Since I have only ran the simulation in HeadSpice 2.0 there may be errors. Mainly the current regulation is based on Imax (not Iaverage) so the current regulation over 11-15v Vin will be imperfect. That can probably be tweaked a bit by tuning the capacitor pair Cfb and Ctime as increasing Ctime will tend to increase the OFF duty more than the ON duty. If that is not enough then Rcomp can be added to provide some Vin compensation to increase the OFF duty as Vin increases. Given the one application (to run 2 LEDs from 12v battery) I think it can be tuned to regulate well enough from 11v to 15v and efficiency and simplicity are both excellent.
     

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  16. MikeMl

    MikeMl Well-Known Member Most Helpful Member

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    I was trying to address that specifically. The OP wanted to drive ~10 of the high-power leds, so putting three in series seemed like the way to go for an automotive application. Since the total voltage drop for all three is over 10V, and that means that the duty cycle is like 80% on, 20% off, I optimized for that.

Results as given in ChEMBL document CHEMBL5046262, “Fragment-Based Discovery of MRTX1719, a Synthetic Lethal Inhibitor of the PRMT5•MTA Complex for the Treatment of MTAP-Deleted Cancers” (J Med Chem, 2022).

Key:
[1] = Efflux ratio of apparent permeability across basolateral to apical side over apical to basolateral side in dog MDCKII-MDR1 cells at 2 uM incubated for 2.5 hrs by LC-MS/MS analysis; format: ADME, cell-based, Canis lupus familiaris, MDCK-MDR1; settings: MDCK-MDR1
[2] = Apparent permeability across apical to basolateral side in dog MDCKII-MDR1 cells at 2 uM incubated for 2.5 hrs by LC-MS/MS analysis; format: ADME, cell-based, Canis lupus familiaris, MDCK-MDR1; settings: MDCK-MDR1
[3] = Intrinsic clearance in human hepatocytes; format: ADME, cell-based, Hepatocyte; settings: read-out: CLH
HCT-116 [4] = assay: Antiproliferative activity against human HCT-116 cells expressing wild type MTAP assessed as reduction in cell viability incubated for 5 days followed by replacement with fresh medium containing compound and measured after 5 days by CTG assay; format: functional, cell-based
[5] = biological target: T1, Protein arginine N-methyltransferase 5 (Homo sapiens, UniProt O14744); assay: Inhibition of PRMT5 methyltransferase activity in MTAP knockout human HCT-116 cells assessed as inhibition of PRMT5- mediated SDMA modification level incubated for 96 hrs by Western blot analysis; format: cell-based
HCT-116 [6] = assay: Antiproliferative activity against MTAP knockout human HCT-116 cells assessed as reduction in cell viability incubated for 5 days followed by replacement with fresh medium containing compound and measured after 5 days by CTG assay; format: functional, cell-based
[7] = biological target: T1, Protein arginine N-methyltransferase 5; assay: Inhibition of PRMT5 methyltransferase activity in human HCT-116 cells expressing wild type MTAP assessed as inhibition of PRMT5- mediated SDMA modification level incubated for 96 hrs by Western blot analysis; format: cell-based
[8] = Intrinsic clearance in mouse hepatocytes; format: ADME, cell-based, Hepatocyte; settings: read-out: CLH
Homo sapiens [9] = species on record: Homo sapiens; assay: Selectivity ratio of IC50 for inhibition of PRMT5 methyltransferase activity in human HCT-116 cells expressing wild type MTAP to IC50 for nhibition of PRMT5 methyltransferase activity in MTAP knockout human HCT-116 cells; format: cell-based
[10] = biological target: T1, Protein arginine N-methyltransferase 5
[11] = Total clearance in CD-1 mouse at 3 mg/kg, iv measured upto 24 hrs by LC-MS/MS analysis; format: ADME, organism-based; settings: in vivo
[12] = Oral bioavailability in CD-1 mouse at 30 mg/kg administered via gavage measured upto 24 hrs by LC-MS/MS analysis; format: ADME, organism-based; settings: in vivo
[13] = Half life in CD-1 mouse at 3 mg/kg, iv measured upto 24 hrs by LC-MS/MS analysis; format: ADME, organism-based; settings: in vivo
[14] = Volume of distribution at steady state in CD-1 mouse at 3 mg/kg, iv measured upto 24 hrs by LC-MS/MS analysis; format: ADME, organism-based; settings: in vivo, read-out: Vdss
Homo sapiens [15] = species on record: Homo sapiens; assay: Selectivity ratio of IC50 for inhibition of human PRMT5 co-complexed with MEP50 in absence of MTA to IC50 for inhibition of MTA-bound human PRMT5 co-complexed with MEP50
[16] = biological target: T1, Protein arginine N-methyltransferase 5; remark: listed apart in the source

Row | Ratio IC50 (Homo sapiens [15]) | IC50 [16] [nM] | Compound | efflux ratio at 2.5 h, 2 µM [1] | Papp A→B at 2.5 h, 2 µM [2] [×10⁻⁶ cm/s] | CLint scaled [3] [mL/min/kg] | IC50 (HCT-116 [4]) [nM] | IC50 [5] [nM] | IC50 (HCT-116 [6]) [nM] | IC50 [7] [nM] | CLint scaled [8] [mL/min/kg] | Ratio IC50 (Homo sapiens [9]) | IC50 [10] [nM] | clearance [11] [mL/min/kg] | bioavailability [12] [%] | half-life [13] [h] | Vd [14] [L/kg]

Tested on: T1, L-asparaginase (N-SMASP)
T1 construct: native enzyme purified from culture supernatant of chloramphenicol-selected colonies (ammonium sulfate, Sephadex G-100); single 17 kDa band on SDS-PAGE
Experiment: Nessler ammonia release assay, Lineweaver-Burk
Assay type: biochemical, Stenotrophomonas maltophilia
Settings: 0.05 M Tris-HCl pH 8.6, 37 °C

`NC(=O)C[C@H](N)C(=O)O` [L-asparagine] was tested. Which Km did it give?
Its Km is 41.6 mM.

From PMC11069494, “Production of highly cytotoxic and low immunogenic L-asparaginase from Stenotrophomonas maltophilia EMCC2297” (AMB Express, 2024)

As I said, the duty cycle is 80 to 90% on, so the current in the pull down resistor on the PFET gate only occurs when the PFET is turned off, so the wasted power is small. Besides, the application is powered with a car's alternator, so a few wasted mW is not too significant.

    I also optimized my circuit for protection of the expensive LEDs. If you run the sim, you will see the nice soft-start behavior, and the good current regulation as the input voltage varies from the engine not running (12V) to alternator charging (15V) range. Putting the filter capacitor across the LEDs (instead of to ground) was a "light bulb" moment, too.

    btw- my interest in this project is motivated by wanting to replace the landing/taxi lights in my airplane with high-power LEDs
     
  17. Hero999

    Hero999 Banned

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    Mike,
    How efficient does LTspice say your circuit is?

    RB,
    Why are you so obsessed with using large inductors?

    Most switching PSUs try to use as smaller inductor as possible, going larger is a big step backwards in my opinion: rember lager inductors = more expensive, higher ESR and less efficient. If the MOSFET switches fast enough then switching losses become less of an issue than Ohmic losses in the inductor.